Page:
Students from The University Of Utrecht conduct a study on rainwater harvesting for Aruba

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On April 8th, a group of students from the University of Utrecht, namely Ilse Coelman, Sara Ståhlberg, Martha Ramos Monzón, Yoshi Montoya Rodriguez, Gemma Negrini, and Yanina Diaz-Maroto Knöfler, presented the results of their preliminary study conducted in collaboration with Santa Rosa and the University of Aruba.

The presentation was attended by Minister Mr. Ursell Arends as well as a significant number of guests from various private and governmental sectors. The theme centered on the possibility of rainwater harvesting in Aruba and the potential it holds for the island’s Agricultural sector as a commercial endeavor. This study was part of the Erasmus exchange program stationed at the University of Aruba.

The Department of Agriculture, Livestock, and Fisheries (Santa Rosa) acted as their client, with Mrs. Nathalie Maduro, Director of DLVV-Santa Rosa, coordinating the project alongside Mr. Eric Mijts from the University of Aruba. Mr. Facundo Franken, responsible for the local plant section, oversaw the supply of past reports that served as comparative information to the current situation. He also coordinated visits to various plantation localities and farms. The objective of these visits was to illustrate the practice of rainwater collection via dams, gutters, rain barrels, plastic tanks with a capacity of over 3000L, or 1000L white tanks.

The students collected data and analyzed the different results from two perspectives: evaluating opportunities for the Agricultural Sector and facilitating the use of water for other purposes within the community. They divided their study and evaluation work into two groups of three. One group focused on the implementation of rainwater collection, while the other concentrated on community readiness to collect, reuse, and contribute to the sustainability of homes or businesses. As part of their study, they reviewed literature on rainwater collection in Aruba and conducted structured interviews with various stakeholders and a public survey. They recorded and evaluated the suggestions and practices provided by the community regarding rainwater collection.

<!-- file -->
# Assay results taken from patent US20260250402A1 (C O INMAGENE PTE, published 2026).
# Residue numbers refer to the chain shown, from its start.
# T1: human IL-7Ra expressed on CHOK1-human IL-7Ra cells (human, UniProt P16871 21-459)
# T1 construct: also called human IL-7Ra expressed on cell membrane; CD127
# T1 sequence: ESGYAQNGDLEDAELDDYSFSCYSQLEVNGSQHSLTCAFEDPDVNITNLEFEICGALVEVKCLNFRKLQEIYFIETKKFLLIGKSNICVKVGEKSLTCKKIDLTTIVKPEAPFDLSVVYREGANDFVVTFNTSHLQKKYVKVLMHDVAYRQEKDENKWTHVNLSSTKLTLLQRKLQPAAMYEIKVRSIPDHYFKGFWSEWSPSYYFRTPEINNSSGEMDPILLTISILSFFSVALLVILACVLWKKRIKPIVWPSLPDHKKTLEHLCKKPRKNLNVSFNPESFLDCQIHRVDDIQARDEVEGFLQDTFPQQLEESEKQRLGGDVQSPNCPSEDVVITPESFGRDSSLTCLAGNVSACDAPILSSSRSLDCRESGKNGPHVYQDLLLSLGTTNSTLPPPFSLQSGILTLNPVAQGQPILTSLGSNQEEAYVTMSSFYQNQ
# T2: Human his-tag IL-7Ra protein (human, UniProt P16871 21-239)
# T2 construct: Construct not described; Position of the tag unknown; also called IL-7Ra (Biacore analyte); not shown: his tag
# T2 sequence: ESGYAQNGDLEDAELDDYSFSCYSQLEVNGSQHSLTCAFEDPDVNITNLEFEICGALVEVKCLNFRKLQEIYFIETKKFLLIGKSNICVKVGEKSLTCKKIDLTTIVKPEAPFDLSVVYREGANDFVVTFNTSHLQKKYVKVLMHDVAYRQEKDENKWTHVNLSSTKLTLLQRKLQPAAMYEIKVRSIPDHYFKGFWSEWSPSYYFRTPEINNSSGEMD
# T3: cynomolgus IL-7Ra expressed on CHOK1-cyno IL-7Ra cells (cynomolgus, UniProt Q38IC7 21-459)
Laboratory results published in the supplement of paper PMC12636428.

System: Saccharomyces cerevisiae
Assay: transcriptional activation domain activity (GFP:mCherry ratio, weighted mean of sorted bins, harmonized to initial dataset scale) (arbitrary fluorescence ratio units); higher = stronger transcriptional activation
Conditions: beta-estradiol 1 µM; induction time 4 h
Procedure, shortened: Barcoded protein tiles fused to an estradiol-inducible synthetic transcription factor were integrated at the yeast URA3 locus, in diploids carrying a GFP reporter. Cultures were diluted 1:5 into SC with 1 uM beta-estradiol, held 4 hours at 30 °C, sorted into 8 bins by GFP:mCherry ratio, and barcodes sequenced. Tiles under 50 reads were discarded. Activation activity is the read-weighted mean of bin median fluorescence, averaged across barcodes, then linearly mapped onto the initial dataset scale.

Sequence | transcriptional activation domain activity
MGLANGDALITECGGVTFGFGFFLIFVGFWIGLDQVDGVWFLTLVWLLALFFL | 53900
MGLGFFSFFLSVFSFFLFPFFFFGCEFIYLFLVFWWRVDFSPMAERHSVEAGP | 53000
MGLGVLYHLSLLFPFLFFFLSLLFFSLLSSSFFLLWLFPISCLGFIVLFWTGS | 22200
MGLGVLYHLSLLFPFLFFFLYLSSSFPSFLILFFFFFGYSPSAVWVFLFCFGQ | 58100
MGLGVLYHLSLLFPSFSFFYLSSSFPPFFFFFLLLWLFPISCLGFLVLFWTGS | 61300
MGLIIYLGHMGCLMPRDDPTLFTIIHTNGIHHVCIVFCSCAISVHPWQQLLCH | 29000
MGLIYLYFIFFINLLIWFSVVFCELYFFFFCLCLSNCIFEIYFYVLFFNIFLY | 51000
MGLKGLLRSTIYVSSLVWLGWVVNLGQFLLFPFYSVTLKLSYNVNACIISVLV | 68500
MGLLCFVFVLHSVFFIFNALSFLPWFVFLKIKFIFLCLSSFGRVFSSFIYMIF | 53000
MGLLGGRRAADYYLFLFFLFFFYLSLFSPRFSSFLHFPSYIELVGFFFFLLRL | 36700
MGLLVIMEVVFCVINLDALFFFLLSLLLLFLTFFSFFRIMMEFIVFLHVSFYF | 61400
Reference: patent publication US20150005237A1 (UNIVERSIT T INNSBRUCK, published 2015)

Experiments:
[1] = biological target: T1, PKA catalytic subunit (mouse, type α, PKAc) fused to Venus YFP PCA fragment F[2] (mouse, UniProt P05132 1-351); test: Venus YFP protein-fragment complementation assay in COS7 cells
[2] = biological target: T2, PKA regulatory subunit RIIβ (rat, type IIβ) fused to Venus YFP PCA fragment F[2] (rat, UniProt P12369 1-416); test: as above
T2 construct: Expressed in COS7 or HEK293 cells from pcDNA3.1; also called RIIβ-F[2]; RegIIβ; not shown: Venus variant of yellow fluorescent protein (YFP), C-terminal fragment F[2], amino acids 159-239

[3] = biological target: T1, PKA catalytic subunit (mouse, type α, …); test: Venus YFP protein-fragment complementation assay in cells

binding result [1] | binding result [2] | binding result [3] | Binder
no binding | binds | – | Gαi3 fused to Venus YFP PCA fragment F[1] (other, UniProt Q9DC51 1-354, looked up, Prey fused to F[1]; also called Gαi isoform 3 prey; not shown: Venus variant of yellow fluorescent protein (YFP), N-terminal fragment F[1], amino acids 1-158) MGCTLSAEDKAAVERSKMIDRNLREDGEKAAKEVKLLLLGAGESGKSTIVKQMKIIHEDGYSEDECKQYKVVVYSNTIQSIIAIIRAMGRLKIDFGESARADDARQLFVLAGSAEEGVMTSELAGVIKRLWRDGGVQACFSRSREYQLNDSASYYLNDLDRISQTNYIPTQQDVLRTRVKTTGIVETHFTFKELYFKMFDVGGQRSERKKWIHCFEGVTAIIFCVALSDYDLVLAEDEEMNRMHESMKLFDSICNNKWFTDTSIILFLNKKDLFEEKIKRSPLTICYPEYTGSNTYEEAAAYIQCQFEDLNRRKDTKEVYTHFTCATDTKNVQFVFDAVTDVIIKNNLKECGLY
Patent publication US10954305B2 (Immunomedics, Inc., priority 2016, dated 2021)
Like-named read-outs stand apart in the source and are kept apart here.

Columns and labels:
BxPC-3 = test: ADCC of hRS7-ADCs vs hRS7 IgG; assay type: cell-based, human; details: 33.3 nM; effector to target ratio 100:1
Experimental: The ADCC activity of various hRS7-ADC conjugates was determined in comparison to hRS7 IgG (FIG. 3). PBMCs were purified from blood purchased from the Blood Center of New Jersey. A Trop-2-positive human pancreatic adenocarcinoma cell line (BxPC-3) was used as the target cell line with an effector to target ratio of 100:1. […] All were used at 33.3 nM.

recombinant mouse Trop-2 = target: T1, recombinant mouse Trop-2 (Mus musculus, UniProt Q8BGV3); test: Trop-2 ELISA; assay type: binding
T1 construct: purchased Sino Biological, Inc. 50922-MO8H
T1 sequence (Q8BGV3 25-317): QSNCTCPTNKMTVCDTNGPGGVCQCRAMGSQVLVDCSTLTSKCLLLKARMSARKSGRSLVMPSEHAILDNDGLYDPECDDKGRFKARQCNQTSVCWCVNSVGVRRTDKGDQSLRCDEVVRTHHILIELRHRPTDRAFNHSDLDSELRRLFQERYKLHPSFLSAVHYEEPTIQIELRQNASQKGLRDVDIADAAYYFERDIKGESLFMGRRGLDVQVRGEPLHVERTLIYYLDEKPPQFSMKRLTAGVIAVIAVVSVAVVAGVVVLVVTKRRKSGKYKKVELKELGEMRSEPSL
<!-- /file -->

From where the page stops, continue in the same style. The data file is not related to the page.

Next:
From the collected data, they selected the most accessible options and concluded that using aluminum gutters connected to 1000L plastic tanks would be the most cost-effective method for individuals interested in rainwater collection at their homes. On the other hand, they suggested that agroforestry might be the most beneficial practice for rainwater collection, directly into the soil, enhancing its fertility and moisture retention. Agroforestry combines agriculture and forestry, where trees of various products are cultivated alongside the main crop for additional benefits.

Many farmers prefer to use all water and light resources solely for cultivation. However, the soil’s fertility and its ability to retain moisture may decrease over time without diversifying crops, affecting future cycles. Kravchencko et al. in 2019 demonstrated that root diversity creates a diversity of soil pores that stabilize carbon levels and increase soil moisture. This method of rainwater collection offers water directly to crops but may not be available for other uses.

The students’ conclusion highlighted that, unlike other Caribbean islands, Aruba relies less on rainwater harvesting due to its access to desalinated water from the Water and Energy Company NV (WEB). Historically, the island has invested in natural water sources, intensifying their use through deeper wells and more extensive cisterns. In 1933, a seawater distillation company was established in Balashi. The students noted that in the past, many farmers found stable employment in the island’s two refineries, shifting the focus away from agriculture for survival.

One of the recommendations made by the students was to improve communication within the community regarding responsible and practical rainwater harvesting. During the Q&A session, an audience member asked for examples of effective rainwater collection, to which the students referred to the Santa Cruz Craft School, where interconnected tanks of various sizes were used for collection.